• Betty Jo Nash, Children and Youth Institute
  • Nikki Rothwell, Agriculture and Agribusiness Institute
  • Brad Slaughter, Michigan Natural Features Inventory
  • Dixie Ward, Greening Michigan Institute

 Those who were promoted to senior status this year include:

  • Phil Durst, Agriculture and Agribusiness Institute
  • Kathy Lee, Agriculture and Agribusiness Institute
  • Amy Irish-Brown, Agriculture and Agribusiness Institute
  • George Silva, Agriculture and Agribusiness Institute
  • Jane Herbert, Greening Michigan Institute

 Congratulations to all for this significant achievement. You can learn more about the Step II and Step III processes in our Administrative Handbook at Step I, Step II and Step III Promotions.

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Coordinated teamwork leads to successful cherry event

July 4–8, the National Cherry Festival and Michigan State University Extension (MSUE) presented Cherry Connection. Attendees were invited to visit the Northwest Michigan Horticultural Research Station (NWMHRS), part of the Michigan Agricultural Experiment Station (MAES) operated by MSUE in Traverse City. Besides guided orchard tours, there were exhibits and samples of the newest cherry products and technology inside the station. Fun activities for the kids included a petting zoo, hands-on experiments, a poster-coloring contest and many other activities.

 Jennifer Berkey, MSUE Grand Traverse and Leelanau counties educator, says that more than 2,400 people attended Cherry Connection. In fact, they had a record turnout on Monday and Tuesday when more than 600 people attended each day. In a survey, 95 percent of participants stated they will purchase a locally produced cherry product in the near future. Ninety-eight percent stated that they learned a new fact about cherries or a new use for cherries. Attendees cited the orchard tour and cherry taste testing as favorite event activities. Looks like the staff met their goal of showing people where cherries come from while having a little fun along the way.

 You’ll learn some fun facts about cherries and about the Cherry Connection when you view this video from Northern Michigan’s Fox 32 News on the 9&10 News website: http://www.9and10news.com/category/story/?id=238899&cID=1.

 And says Dr. Nikki Rothwell, MSUE district horticulturalist and NWMHRS coordinator, after viewing the video, “We should recruit the 4-H kid to do our PR work!”

 4-H kids help out at the Cherry Connection each day. They bring their animals for the petting zoo, which this year included a horse, a steer, rabbits, chickens and llamas. They also sold dried and chocolate-covered cherries and cherry sodas. Barb Duvall, Leelanau County Extension educator, did a fantastic job of helping coordinate the kids and the petting zoo portion of the event.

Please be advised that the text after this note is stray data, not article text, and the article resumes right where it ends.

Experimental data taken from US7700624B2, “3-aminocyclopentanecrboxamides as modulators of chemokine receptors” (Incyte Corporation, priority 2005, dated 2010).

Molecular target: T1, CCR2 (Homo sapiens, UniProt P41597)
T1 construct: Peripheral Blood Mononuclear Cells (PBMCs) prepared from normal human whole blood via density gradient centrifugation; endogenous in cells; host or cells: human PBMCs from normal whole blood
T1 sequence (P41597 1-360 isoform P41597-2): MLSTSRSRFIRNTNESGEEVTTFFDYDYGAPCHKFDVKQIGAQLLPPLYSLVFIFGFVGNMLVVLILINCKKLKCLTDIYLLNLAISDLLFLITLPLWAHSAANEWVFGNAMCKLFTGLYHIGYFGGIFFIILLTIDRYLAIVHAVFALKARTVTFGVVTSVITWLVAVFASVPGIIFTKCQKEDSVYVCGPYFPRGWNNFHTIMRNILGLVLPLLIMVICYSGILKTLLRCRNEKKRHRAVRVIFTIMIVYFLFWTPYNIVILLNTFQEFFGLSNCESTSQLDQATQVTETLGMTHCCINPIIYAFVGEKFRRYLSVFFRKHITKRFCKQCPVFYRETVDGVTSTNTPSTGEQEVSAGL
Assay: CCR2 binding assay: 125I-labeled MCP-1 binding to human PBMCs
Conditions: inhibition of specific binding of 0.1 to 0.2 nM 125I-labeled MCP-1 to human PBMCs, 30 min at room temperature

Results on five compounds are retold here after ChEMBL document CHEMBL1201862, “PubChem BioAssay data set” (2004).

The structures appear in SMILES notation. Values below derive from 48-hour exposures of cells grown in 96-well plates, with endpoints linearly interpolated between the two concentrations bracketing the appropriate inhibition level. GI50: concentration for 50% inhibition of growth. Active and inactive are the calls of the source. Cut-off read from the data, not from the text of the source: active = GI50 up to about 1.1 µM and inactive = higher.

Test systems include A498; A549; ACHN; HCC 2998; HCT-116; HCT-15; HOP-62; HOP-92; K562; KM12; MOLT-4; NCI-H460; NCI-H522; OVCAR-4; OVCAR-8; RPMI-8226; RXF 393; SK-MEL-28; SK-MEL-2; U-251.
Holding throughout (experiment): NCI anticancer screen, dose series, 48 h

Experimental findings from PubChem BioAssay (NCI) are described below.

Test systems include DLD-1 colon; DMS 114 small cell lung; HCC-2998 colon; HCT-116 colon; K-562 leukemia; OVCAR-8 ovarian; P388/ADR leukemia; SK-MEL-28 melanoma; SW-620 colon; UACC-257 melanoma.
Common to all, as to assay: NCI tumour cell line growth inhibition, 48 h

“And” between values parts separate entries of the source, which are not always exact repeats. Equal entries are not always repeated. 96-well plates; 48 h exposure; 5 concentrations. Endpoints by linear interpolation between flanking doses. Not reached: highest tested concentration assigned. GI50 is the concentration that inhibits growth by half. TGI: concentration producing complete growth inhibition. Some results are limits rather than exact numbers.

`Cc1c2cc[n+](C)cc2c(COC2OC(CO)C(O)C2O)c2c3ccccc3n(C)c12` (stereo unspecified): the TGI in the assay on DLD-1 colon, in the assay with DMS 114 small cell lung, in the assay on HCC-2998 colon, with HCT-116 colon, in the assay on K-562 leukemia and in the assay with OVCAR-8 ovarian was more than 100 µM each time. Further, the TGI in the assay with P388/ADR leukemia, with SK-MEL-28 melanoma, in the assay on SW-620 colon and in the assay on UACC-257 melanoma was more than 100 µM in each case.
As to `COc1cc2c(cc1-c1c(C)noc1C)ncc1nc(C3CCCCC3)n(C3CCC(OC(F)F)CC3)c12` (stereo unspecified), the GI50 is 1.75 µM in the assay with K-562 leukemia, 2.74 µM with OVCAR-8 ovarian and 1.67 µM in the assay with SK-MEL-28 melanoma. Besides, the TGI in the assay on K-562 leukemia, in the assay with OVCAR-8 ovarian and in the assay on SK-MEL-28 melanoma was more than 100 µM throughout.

The Cherry Connection is a great example of coordinated teamwork involving the MAES, MSUE, 4-H, the cherry festival and the cherry industry.

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MSUE shines at NACAA Conference

A bunch of Michigan State University Extension folks who are members of the Michigan Association of Extension Agents (MAEA) have made us proud by earning honors from the National Association of County Agricultural Agents (NACAA). All were invited to attend the NACAA Communications Award Luncheon on Tuesday, July 13, during the NACAA Annual Meeting and Professional Improvement Conference in Tulsa, Okla.

This year, Michigan stands out in the limelight in having four national finalists – Robert Sirrine, Mike Staton, Kevin Gould and Phil Durst. And one of our own, Stan Moore, Antrim County Extension educator, took on the presidency of the NACAA at the conference. That’s right – he’s President of the National Association.

Two members of our Extension staff earned the NACAA Distinguished Service Award. The award is for agents with more than 10 years of experience, and it often recognizes a lifetime of service. For the past 10 years, Roberta Dow, district water quality educator, has trained AmeriCorps members who then conduct Home*A*Systs that help Michigan residents identify their risks to water quality and provide ways to lower those risks. For the past 14 years, Bruce MacKellar has provided expertise to southwestern Michigan growers concerning emerging field crop insect and disease control issues.

 Kendra Wills, Kent County Extension land use educator, was honored with the NACAA Achievement Award given to young agents with less than ten years of experience. Kendra’s work largely involves getting urban and rural citizens engaged in addressing urban sprawl. She has been successful in preserving a vast amount of prime and unique farmland in the county.